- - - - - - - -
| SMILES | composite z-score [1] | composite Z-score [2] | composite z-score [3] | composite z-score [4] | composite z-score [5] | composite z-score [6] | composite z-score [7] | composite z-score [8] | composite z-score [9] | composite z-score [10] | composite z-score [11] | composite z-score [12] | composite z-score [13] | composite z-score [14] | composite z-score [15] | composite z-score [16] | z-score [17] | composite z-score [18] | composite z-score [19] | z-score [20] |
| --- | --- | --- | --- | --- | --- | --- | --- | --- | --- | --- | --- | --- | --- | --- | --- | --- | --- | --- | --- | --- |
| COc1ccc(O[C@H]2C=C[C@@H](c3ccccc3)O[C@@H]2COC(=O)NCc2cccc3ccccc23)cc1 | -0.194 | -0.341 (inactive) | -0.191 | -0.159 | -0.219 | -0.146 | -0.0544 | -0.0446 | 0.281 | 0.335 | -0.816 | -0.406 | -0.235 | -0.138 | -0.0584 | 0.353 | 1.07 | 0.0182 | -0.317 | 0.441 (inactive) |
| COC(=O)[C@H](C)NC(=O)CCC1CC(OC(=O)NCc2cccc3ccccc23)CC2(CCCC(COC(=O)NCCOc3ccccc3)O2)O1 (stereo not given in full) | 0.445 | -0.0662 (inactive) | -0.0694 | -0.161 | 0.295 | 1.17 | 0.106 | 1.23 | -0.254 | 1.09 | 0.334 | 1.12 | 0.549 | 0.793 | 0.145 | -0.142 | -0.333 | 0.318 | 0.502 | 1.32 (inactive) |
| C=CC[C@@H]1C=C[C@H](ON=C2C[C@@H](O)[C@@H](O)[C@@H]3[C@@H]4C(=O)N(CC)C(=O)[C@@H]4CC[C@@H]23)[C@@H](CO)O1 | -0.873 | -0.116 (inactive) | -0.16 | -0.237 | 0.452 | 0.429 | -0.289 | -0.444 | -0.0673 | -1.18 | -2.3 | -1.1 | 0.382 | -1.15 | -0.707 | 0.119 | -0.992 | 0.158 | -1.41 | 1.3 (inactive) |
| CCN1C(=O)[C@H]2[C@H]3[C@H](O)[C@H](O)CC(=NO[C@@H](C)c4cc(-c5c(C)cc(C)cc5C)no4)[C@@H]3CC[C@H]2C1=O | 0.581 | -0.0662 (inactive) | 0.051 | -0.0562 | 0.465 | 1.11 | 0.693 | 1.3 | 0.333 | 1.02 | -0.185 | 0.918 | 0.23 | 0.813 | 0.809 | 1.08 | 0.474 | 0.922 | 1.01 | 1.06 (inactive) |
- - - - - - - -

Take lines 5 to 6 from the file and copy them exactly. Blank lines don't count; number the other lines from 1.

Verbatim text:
| C=CC[C@@H]1C=C[C@H](ON=C2C[C@@H](O)[C@@H](O)[C@@H]3[C@@H]4C(=O)N(CC)C(=O)[C@@H]4CC[C@@H]23)[C@@H](CO)O1 | -0.873 | -0.116 (inactive) | -0.16 | -0.237 | 0.452 | 0.429 | -0.289 | -0.444 | -0.0673 | -1.18 | -2.3 | -1.1 | 0.382 | -1.15 | -0.707 | 0.119 | -0.992 | 0.158 | -1.41 | 1.3 (inactive) |
| CCN1C(=O)[C@H]2[C@H]3[C@H](O)[C@H](O)CC(=NO[C@@H](C)c4cc(-c5c(C)cc(C)cc5C)no4)[C@@H]3CC[C@H]2C1=O | 0.581 | -0.0662 (inactive) | 0.051 | -0.0562 | 0.465 | 1.11 | 0.693 | 1.3 | 0.333 | 1.02 | -0.185 | 0.918 | 0.23 | 0.813 | 0.809 | 1.08 | 0.474 | 0.922 | 1.01 | 1.06 (inactive) |